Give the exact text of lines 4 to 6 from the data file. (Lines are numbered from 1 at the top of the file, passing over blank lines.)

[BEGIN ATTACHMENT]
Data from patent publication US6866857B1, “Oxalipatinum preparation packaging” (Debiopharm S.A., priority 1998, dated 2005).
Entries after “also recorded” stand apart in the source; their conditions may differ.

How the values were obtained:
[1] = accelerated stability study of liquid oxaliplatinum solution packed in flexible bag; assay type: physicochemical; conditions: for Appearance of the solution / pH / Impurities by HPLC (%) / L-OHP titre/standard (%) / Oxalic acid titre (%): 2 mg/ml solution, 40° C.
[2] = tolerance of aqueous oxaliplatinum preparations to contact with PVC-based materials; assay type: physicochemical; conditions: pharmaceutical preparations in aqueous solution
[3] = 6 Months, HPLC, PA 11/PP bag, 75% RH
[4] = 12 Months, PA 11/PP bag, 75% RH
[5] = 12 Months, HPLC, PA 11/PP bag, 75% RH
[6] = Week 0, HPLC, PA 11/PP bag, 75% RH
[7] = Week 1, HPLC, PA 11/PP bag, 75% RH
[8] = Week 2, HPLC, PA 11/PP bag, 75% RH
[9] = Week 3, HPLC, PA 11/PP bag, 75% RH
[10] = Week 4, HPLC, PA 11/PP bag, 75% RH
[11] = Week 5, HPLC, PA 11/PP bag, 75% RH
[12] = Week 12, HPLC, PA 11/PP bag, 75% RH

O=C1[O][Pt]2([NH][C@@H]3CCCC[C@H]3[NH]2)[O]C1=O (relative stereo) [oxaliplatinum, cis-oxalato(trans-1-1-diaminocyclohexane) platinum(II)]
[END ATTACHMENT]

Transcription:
[1] = accelerated stability study of liquid oxaliplatinum solution packed in flexible bag; assay type: physicochemical; conditions: for Appearance of the solution / pH / Impurities by HPLC (%) / L-OHP titre/standard (%) / Oxalic acid titre (%): 2 mg/ml solution, 40° C.
[2] = tolerance of aqueous oxaliplatinum preparations to contact with PVC-based materials; assay type: physicochemical; conditions: pharmaceutical preparations in aqueous solution
[3] = 6 Months, HPLC, PA 11/PP bag, 75% RH